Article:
A useful way to consider how the quality of care during transitions can be improved is to think about pre-discharge interventions, post-discharge interventions and interventions that cross the transition (Hansen et al. 2011). Pre-discharge interventions include discharge planning, medication reconciliation at the time of discharge, patient education during the in-patient stay, preparation of a standardized discharge summary for the patient, communication with the primary care physician and the scheduling of post-discharge appointments. Post-discharge interventions include additional communication with the primary care physician and home care providers, follow-up telephone calls, home visits and the provision of e-mail or telephone access to the in-patient team for the patient and his or her care providers. Interventions that bridge the transition include those that improve provider continuity (e.g., if the same healthcare provider cares for the patient during and after the hospitalization) and information continuity (van Walraven et al. 2010c).

A single-component intervention is unlikely to have a substantial effect on improving the patient experience or reducing post-discharge adverse events (Hansen et al. 2011). Multi-component interventions are more promising and have been proven to work in randomized trial settings (Coleman et al. 2006; Jack et al. 2009; Naylor et al. 1999). One such intervention, the Care Transitions Intervention, reduced 90-day readmission from 22.5 to 16.7% in a well-conducted randomized controlled trial (Coleman et al. 2006). This intervention was delivered primarily by a "transition coach" and facilitated by the development of a personal health record that was maintained by the patient. The coach – an advanced practice nurse – met with each patient in hospital and then again at home. The coach helped to teach each patient how to communicate his or her needs more effectively, to identify a list of "red flags" that would warrant an intervention and to ensure that the patient's needs were being met. The coach typically also phoned three times in the month following discharge. Although multi-component interventions such as the Care Transitions Intervention have been shown to be effective in randomized controlled trials, their effectiveness in real-world settings has not yet been conclusively demonstrated.

Potential System Responses to the Care Transitions Challenge

One possible response to the care transitions challenge is to develop a plethora of disease-focused models of care. We believe this would be a mistake, primarily for two reasons. First, just as there are insufficient resources to admit all hospitalized patients to disease-specific wards, it is unlikely that there will ever be sufficient resources available to implement different post-discharge models of care for each disease associated with a high risk of readmission. Even more importantly, most patients who are at high risk of readmission suffer from multiple chronic diseases and have non-medical characteristics that increase their risk of readmission. Therefore, family physicians or teams that can provide holistic care are likely to be more effective than specialty clinics working independently of one another.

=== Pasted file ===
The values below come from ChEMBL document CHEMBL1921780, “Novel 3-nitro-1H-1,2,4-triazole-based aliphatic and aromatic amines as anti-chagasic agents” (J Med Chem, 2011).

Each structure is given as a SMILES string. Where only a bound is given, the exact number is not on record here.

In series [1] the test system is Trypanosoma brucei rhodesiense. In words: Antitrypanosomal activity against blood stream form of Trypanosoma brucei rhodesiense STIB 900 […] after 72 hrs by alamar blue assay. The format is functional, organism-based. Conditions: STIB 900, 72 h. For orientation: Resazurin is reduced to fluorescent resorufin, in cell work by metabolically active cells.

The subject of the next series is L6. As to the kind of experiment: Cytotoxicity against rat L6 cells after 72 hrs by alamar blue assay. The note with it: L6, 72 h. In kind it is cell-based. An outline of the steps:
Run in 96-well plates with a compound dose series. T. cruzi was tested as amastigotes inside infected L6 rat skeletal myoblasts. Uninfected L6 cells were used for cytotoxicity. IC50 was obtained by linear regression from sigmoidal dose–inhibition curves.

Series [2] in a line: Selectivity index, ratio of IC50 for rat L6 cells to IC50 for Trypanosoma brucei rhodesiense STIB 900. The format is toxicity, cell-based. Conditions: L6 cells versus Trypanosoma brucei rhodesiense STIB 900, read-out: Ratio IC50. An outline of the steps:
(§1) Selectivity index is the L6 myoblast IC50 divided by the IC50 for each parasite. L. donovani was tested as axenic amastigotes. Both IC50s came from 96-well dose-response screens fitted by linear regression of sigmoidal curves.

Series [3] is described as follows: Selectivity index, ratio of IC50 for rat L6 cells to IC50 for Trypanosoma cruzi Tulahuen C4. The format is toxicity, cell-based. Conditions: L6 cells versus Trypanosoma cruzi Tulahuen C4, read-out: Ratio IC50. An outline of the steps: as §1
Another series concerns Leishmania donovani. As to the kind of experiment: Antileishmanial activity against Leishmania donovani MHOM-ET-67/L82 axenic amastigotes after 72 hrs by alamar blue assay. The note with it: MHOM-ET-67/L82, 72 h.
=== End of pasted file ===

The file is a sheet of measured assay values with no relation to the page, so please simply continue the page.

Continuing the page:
Another possible response to the care transitions challenge is to use financial incentives to reduce readmissions. We believe that this would be premature, not only because the evidence base is immature but also because in a fragmented healthcare system it would be unfair to hold individual physicians or organizations responsible. Rather than penalizing or rewarding hospitals or primary care providers, healthcare payers could provide support for rigorous quality improvement and research. Relatively inexpensive interventions, such as same-day discharge summaries, post-discharge telephone calls and booking an appointment with the family doctor prior to discharge may be suitable targets for quality improvement initiatives and could be evaluated within individual institutions using relatively inexpensive non-randomized study designs (Fan et al. 2010). More expensive interventions should be evaluated using traditional methods such as randomized controlled trials that are less prone to bias. High-quality evaluations will help ensure that resources are deployed in a cost-effective manner.

There is also value in carefully studying high-performing healthcare systems (Baker et al. 2008) and adopting those characteristics that are most likely to improve care for patients with complex problems. Some of these characteristics are likely to be structural (e.g., better integration of acute, community and primary care). As Don Berwick has noted, real improvement often comes from change "of a system" rather than change "within a system" (Berwick 1996).


Transitions in care are increasingly being recognized as a time when patients are especially prone to adverse events. These adverse events can be serious, and at least some of them are preventable. Adverse events associated with transitions may be less common in integrated health systems that use shared records and where healthcare providers can easily communicate with each other. In fragmented systems, such as those that prevail in most of Canada, superimposed interventions are worth evaluating as a way to improve health outcomes and potentially reduce costs. A better understanding of the characteristics of high-performing healthcare systems would also inform a strategy to improve care transitions.

About the Author

Irfan A. Dhalla, MD, MSc, FRCPC, is a member of the Department of Medicine, University of Toronto; the Li Ka Shing Knowledge Institute of St. Michael's Hospital; the Toronto Central Community Care Access Centre; and the Institute for Clinical Evaluative Sciences, in Toronto, Ontario.

Tara O'Brien, MD, MSc, FRCPC, is a member of the Department of Medicine, University of Toronto; and Department of Medicine, Women's College Hospital, in Toronto, Ontario.

Francoise Ko, PhD, is a member of the Li Ka Shing Knowledge Institute of St. Michael's Hospital.

Andreas Laupacis, MD, MSc, FRCPC, is a member of the Department of Medicine, University of Toronto; the Li Ka Shing Knowledge Institute of St. Michael's Hospital; and the Institute for Clinical Evaluative Sciences.